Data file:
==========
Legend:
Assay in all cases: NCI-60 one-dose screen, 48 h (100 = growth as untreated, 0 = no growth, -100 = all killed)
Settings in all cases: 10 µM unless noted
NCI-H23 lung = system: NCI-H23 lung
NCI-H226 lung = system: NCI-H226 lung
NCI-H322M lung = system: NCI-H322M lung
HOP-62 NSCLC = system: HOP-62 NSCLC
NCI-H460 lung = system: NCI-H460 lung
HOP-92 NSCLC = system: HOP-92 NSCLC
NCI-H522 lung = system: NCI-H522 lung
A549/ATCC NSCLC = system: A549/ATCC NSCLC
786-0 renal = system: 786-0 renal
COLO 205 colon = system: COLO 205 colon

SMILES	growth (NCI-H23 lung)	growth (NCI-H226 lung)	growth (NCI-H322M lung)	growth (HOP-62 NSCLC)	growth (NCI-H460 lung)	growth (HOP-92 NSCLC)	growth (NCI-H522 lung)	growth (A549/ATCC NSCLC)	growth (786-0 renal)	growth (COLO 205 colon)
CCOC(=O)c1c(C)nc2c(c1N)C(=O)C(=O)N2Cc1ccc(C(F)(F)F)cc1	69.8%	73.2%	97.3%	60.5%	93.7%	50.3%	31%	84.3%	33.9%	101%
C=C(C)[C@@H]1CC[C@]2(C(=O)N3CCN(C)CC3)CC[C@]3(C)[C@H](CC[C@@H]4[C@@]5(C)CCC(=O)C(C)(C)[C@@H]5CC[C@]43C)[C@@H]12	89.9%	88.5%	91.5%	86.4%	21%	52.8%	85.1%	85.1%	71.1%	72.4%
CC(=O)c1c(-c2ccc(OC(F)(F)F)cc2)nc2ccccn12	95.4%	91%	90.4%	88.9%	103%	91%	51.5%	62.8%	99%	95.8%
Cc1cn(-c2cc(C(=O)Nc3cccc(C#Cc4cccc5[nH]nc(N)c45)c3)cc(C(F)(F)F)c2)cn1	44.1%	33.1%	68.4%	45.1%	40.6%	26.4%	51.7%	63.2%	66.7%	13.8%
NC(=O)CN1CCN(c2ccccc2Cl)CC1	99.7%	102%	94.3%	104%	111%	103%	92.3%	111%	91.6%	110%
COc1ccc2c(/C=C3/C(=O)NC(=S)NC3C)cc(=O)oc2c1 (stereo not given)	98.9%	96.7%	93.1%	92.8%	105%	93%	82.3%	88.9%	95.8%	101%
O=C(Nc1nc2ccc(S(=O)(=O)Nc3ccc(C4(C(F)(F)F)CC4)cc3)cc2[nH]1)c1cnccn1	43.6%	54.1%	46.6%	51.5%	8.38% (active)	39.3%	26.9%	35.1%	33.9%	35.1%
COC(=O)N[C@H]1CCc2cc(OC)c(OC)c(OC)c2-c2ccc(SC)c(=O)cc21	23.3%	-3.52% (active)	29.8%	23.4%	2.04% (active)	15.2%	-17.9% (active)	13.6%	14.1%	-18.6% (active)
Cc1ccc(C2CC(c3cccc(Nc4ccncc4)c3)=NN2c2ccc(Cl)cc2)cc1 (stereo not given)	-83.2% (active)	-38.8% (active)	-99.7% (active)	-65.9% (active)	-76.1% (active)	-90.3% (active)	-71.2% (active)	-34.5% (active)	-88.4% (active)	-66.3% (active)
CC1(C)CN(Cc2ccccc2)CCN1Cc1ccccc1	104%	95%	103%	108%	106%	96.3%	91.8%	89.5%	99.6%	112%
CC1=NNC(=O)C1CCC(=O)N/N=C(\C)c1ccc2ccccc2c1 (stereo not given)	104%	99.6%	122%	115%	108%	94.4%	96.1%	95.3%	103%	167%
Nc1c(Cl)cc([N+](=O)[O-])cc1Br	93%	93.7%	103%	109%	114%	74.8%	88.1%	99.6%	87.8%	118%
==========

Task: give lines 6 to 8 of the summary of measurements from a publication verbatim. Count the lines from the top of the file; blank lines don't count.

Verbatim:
NCI-H322M lung = system: NCI-H322M lung
HOP-62 NSCLC = system: HOP-62 NSCLC
NCI-H460 lung = system: NCI-H460 lung